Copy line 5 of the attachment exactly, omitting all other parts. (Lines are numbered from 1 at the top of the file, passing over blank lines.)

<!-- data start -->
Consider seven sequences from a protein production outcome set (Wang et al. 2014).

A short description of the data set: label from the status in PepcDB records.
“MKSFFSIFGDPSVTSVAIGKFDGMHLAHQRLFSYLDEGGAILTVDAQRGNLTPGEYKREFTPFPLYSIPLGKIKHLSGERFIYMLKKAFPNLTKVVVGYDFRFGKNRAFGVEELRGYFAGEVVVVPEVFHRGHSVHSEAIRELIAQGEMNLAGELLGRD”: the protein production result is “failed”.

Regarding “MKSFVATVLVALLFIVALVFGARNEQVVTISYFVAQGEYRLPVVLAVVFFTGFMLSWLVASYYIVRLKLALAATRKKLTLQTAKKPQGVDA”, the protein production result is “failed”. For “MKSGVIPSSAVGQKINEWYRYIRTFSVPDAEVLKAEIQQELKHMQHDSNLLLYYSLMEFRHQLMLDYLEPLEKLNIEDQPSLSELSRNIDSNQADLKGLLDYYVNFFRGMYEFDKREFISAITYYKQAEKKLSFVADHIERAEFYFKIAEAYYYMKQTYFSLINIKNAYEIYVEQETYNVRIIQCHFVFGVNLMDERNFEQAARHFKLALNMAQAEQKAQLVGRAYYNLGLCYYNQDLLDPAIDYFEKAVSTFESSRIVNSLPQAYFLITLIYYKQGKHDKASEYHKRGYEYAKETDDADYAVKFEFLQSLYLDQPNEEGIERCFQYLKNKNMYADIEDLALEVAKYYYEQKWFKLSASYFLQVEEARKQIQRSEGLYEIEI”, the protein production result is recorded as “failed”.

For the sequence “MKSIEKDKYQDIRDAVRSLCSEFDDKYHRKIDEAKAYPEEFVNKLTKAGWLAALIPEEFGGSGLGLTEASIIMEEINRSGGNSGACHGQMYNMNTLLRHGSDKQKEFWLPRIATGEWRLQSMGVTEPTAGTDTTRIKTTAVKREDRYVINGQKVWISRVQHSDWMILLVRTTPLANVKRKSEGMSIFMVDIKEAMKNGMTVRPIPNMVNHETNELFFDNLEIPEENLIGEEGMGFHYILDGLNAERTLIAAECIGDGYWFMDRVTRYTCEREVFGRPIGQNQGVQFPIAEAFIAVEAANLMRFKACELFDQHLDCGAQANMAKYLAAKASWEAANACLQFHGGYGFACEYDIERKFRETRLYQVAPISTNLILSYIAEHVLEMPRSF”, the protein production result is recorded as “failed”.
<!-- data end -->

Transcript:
For the sequence “MKSIEKDKYQDIRDAVRSLCSEFDDKYHRKIDEAKAYPEEFVNKLTKAGWLAALIPEEFGGSGLGLTEASIIMEEINRSGGNSGACHGQMYNMNTLLRHGSDKQKEFWLPRIATGEWRLQSMGVTEPTAGTDTTRIKTTAVKREDRYVINGQKVWISRVQHSDWMILLVRTTPLANVKRKSEGMSIFMVDIKEAMKNGMTVRPIPNMVNHETNELFFDNLEIPEENLIGEEGMGFHYILDGLNAERTLIAAECIGDGYWFMDRVTRYTCEREVFGRPIGQNQGVQFPIAEAFIAVEAANLMRFKACELFDQHLDCGAQANMAKYLAAKASWEAANACLQFHGGYGFACEYDIERKFRETRLYQVAPISTNLILSYIAEHVLEMPRSF”, the protein production result is recorded as “failed”.